CELESTE HEADLEE, HOST:
I'm Celeste Headlee and this is TELL ME MORE from NPR News. Michel Martin is away. Coming up, many parents encourage - some say pressure - their kids to become high achievers, but what if a child just says no? David Yoo discusses his memoir, "The Choke Artist: Confessions of a Chronic Underachiever." That's just ahead.
First, though, the global financial crisis has dominated economic headlines in recent years, but while the eurozone continues to struggle, some of the nations with the strongest economic growth are in Africa. According to the International Monetary Fund, regional output is still set to increase this year from its 2011 average of five percent.
The Millennium Challenge Corporation is paying close attention to that shift. It's a U.S.-born assistance agency that helps to fight poverty by forming partnerships with countries that prove a commitment to good governance and the majority of its work is in Africa.
Michel Martin sat down with Daniel Yohannes, the CEO of the Millennium Challenge Corporation, to talk about his organization and the work it's doing.
MICHEL MARTIN, HOST:
Thank you so much for joining us.
DANIEL YOHANNES: Great to be here.
MARTIN: For those who don't know much about what your group does, will you explain it?
YOHANNES: The Millennium Challenge Corporation was created in 2004 during the Bush Administration, supported by Republicans and Democrats in Congress, and we have a very specific mission. That is to reduce poverty through long term economic growth.
Our model is very different than most development agencies in the world. We are about selectivity. We select countries that are committed to good democratic and economic governance and we put a lot of emphasis on country ownership. Our partners are responsible from the beginning to the end. We help them to help themselves.
MARTIN: I want to hear more about that, but give us an example of where the money actually goes.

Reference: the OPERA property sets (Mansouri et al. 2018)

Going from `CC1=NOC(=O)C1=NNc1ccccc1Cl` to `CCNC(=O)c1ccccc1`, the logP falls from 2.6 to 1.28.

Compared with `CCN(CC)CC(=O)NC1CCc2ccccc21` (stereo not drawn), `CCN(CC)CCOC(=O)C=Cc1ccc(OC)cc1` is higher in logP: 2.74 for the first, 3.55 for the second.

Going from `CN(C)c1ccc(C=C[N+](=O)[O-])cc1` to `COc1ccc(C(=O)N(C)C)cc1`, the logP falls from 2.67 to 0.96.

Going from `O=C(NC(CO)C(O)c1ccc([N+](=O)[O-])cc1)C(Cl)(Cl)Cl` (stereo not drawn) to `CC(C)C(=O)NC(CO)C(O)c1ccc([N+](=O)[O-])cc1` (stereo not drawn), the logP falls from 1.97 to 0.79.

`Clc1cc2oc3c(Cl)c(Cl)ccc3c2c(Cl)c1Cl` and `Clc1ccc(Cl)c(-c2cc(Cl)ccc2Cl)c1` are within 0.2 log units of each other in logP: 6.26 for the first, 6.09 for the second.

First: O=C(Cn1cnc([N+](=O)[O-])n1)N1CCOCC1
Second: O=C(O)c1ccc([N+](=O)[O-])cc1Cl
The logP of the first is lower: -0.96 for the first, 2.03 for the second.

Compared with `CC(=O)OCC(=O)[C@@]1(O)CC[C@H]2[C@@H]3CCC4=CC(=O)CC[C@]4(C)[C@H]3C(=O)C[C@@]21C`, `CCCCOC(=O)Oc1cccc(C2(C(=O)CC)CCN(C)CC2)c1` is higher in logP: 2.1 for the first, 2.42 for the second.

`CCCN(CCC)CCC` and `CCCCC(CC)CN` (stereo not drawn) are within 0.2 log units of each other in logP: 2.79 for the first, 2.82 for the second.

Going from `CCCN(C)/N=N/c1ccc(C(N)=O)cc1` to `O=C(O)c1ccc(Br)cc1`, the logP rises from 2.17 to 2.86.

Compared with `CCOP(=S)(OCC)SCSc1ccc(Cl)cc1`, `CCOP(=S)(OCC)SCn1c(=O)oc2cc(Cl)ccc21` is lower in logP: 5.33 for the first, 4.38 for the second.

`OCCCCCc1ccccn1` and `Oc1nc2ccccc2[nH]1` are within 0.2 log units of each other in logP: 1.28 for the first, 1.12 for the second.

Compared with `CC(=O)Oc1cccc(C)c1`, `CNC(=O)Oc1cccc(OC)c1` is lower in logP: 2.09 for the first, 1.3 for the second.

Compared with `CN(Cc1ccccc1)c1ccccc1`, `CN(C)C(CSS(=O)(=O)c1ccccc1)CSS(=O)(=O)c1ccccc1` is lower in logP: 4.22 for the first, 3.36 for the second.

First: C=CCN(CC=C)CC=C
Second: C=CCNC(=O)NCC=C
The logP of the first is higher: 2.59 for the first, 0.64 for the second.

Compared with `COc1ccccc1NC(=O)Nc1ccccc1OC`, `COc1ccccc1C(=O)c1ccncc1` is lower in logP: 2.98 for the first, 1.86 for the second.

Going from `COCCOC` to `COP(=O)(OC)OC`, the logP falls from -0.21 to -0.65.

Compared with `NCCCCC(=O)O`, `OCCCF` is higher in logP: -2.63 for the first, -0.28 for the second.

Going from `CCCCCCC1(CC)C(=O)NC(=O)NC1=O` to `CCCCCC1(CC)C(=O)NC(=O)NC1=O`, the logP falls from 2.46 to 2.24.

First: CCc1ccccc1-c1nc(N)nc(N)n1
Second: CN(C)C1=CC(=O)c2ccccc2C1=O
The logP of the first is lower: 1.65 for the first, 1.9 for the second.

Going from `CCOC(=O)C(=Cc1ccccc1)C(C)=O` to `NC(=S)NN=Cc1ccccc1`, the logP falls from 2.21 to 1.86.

YOHANNES: Approximately about 70 percent of our investments go to infrastructure, farmer training, water and sanitation projects and energy projects. Before we fund, we make sure that all of the projects have a very good economic rate of return.
MARTIN: I think it's important to point out, 70 percent of the Millennium Challenge Corporation's funding goes to Africa, and according to the International Monetary Fund, sub-Saharan Africa's growth rate has been about five percent since 2010. I think that that might be surprising to some people who are used to seeing Africa, in general, as an economic basket case. I mean, are there other stories that you think people need to be more aware of?
YOHANNES: Well, we've seen a dramatic increase in Africa in the last decade. In fact, six of the 10 fastest growing economies were all in sub-Saharan Africa. And I believe, even though you still have half of the population in the continent live less than two dollars a day, but Africa is really poised, in the next 10, 15 years, to see a major economic growth.
MARTIN: Why do you think that is? You know, what are the factors that are leading to that? I mean, you know, obviously, there are still a lot of challenges, but what do you think are the factors that have led to the beginning of what many people are going to say is going to be Africa's decade?
YOHANNES: Africa is investing in its own infrastructure. Africa is building roads, bridges, airports and expanding ports. Africa is spending significant money educating its own citizens. Africa is making significant changes in terms of policies, creating the conditions for private sector to flourish and Africa is doing extremely well in terms of attracting foreign investment from different countries. You have more countries today than ever before that are committed to, you know, democratic principles.
So I think it primarily is just creating the conditions where businesses feel comfortable to invest in Africa.
MARTIN: If you're just joining us, this is TELL ME MORE from NPR News. I'm Michel Martin. I'm joined by the CEO of the Millennium Challenge Corporation, Daniel Yohannes. We're talking more about the agency's work.
So I think, at this point, a lot of listeners might be asking themselves, well, what's in it for me? What's the U.S. interest in this?